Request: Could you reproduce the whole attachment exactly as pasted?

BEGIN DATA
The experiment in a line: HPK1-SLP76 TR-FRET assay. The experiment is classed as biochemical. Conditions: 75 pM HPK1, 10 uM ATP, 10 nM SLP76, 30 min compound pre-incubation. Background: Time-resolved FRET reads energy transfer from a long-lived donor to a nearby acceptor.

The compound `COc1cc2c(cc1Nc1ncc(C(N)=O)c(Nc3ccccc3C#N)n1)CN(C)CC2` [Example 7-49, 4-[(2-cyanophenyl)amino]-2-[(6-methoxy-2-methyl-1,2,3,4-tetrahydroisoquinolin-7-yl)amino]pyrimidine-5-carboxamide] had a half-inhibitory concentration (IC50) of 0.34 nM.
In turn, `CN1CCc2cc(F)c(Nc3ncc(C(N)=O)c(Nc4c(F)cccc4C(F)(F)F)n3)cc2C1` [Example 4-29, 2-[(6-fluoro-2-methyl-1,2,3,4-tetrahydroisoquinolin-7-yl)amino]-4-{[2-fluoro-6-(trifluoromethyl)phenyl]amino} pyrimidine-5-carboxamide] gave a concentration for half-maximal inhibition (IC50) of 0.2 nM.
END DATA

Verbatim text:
The experiment in a line: HPK1-SLP76 TR-FRET assay. The experiment is classed as biochemical. Conditions: 75 pM HPK1, 10 uM ATP, 10 nM SLP76, 30 min compound pre-incubation. Background: Time-resolved FRET reads energy transfer from a long-lived donor to a nearby acceptor.

The compound `COc1cc2c(cc1Nc1ncc(C(N)=O)c(Nc3ccccc3C#N)n1)CN(C)CC2` [Example 7-49, 4-[(2-cyanophenyl)amino]-2-[(6-methoxy-2-methyl-1,2,3,4-tetrahydroisoquinolin-7-yl)amino]pyrimidine-5-carboxamide] had a half-inhibitory concentration (IC50) of 0.34 nM.
In turn, `CN1CCc2cc(F)c(Nc3ncc(C(N)=O)c(Nc4c(F)cccc4C(F)(F)F)n3)cc2C1` [Example 4-29, 2-[(6-fluoro-2-methyl-1,2,3,4-tetrahydroisoquinolin-7-yl)amino]-4-{[2-fluoro-6-(trifluoromethyl)phenyl]amino} pyrimidine-5-carboxamide] gave a concentration for half-maximal inhibition (IC50) of 0.2 nM.